How to Know Whether You Should Restore or Refurbish an Old Hunting Gun
Our shotguns expert explains the difference between restoring and refurbishing classic firearms—and helps determine which process is best for your gun
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A friend sent me this photo of his 16-gauge L.C. Smith and the following question:
At what point should you get a gun restored? Do you wait until you feel uncomfortable shooting for safety purposes? Is it best to have it restored at the first “real” sign of need, if so what is that? What level of restoration do you bring it? Do it all at once or first barrels, then furniture, then internals?
My L.C. is in good to very good condition, but I can see the writing on the wall if I continue to use it as a field gun. I used to use that gun a lot, and when I saw it getting beaten up, I put it up and now only use it occasionally.
There is a lot to unpack here, as they currently say. First off, although we use the words “restore” and “refurbish” interchangeably, there’s a difference.
Restoring a gun means returning it to original condition. Refurbishing means repairing it so it’s field-ready. A good restoration costs money and needs to be done by an expert for the gun to retain value—say, DelGrego in the case of Parker shotguns; Art’s Gunshop for Brownings; or Turnbull Restorations for any gun. Even so, it’s best to leave any collectible gun in original condition if possible.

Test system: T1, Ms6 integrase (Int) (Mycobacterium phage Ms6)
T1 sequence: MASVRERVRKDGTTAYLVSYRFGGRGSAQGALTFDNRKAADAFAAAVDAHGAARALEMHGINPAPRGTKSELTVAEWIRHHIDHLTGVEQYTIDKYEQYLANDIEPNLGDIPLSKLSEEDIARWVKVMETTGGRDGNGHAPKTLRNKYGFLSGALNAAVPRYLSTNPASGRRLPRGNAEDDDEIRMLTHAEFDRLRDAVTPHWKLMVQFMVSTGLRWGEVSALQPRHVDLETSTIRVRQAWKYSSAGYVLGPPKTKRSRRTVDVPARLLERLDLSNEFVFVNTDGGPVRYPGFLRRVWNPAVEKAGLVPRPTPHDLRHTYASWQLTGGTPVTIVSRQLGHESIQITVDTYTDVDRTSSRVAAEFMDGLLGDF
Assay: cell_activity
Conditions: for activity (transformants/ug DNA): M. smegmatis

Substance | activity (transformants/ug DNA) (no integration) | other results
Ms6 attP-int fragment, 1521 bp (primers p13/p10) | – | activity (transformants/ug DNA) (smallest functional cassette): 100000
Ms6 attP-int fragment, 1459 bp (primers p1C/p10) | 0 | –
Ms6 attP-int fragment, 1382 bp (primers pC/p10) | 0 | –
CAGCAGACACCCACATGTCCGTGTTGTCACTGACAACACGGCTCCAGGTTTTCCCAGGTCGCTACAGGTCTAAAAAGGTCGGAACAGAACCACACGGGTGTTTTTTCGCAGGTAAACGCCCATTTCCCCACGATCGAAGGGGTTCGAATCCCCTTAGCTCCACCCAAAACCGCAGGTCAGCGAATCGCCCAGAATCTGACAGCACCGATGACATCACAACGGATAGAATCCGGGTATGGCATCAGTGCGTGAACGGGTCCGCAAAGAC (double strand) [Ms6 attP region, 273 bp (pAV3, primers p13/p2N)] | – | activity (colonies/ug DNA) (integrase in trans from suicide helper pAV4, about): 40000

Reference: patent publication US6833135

If you have an old gun that you want to hunt with, there’s nothing wrong with having it refurbished—just don’t expect to get the money you spend on the gun out of it if you ever sell it. The point of refurbishing is to put a gun into condition where it’s safe and makes you happy to take into the field or to the range. I have done it a few times with no regrets.
The first thing to do with any gun is make it safe to shoot. In the case of my father’s Beretta o/u, that meant having the action tightened to put the gun back “on face.” A loose gun usually isn’t dangerous, but you damage it every time you pull the trigger. Likewise, Dad’s gun had a crack through the wrist of the stock that would only get worse if I shot it without repairing it. My Sauer double had a dent in one barrel. Dents are easy to repair, but if you shoot the gun enough that the dent turns into a bulge, you have an unsafe barrel and a very costly repair.
After ensuring that the gun is in safe mechanical condition and won’t be harmed by further shooting, the rest is up to you. For instance, I had the barrels of the Sauer blued and the receiver case colored. I left the wood alone, because it was scratched but not terrible, and I figured I was going to put more scratches in it anyway. And, as a practical matter, refinishing a gun often requires the wood to be sanded down to a point where it’s lower than the metal, which is a look I really dislike.
I had the chambers of the Sauer lengthened from 65mm to 2 ¾ inches and I had thin-wall chokes installed, both of which are ruinous to a collectible gun’s value but made it a much handier field gun.
Make sure the gun is safe to shoot, then do with it whatever you want to do to make you happy. It is just a gun, after all. I have seen American doubles, which often have tons of drop in the stock, built up to modern dimensions by having wood spliced into the stock. That’s bad for the gun’s value, but great for helping it hit what you shoot at with it.